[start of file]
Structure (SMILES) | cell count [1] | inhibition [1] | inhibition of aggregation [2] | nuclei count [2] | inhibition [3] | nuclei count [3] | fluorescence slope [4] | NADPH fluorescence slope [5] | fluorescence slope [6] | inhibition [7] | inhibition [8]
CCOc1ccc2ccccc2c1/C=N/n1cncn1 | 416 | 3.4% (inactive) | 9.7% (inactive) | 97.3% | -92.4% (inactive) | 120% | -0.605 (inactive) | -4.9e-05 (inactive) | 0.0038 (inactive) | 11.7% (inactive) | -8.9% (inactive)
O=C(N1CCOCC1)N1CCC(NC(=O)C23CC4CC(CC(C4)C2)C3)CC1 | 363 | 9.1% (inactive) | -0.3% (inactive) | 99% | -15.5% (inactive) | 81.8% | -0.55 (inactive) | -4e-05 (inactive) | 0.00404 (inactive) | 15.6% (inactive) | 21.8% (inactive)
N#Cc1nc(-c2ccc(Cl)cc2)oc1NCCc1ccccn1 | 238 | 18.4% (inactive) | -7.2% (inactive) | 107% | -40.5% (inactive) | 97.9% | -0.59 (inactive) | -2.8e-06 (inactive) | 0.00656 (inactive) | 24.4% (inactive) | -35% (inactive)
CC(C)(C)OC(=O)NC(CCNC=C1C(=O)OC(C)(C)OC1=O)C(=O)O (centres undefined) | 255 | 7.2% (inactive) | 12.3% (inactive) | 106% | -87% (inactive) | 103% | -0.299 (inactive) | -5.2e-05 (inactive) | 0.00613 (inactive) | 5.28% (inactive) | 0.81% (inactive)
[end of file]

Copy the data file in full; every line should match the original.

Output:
Structure (SMILES) | cell count [1] | inhibition [1] | inhibition of aggregation [2] | nuclei count [2] | inhibition [3] | nuclei count [3] | fluorescence slope [4] | NADPH fluorescence slope [5] | fluorescence slope [6] | inhibition [7] | inhibition [8]
CCOc1ccc2ccccc2c1/C=N/n1cncn1 | 416 | 3.4% (inactive) | 9.7% (inactive) | 97.3% | -92.4% (inactive) | 120% | -0.605 (inactive) | -4.9e-05 (inactive) | 0.0038 (inactive) | 11.7% (inactive) | -8.9% (inactive)
O=C(N1CCOCC1)N1CCC(NC(=O)C23CC4CC(CC(C4)C2)C3)CC1 | 363 | 9.1% (inactive) | -0.3% (inactive) | 99% | -15.5% (inactive) | 81.8% | -0.55 (inactive) | -4e-05 (inactive) | 0.00404 (inactive) | 15.6% (inactive) | 21.8% (inactive)
N#Cc1nc(-c2ccc(Cl)cc2)oc1NCCc1ccccn1 | 238 | 18.4% (inactive) | -7.2% (inactive) | 107% | -40.5% (inactive) | 97.9% | -0.59 (inactive) | -2.8e-06 (inactive) | 0.00656 (inactive) | 24.4% (inactive) | -35% (inactive)
CC(C)(C)OC(=O)NC(CCNC=C1C(=O)OC(C)(C)OC1=O)C(=O)O (centres undefined) | 255 | 7.2% (inactive) | 12.3% (inactive) | 106% | -87% (inactive) | 103% | -0.299 (inactive) | -5.2e-05 (inactive) | 0.00613 (inactive) | 5.28% (inactive) | 0.81% (inactive)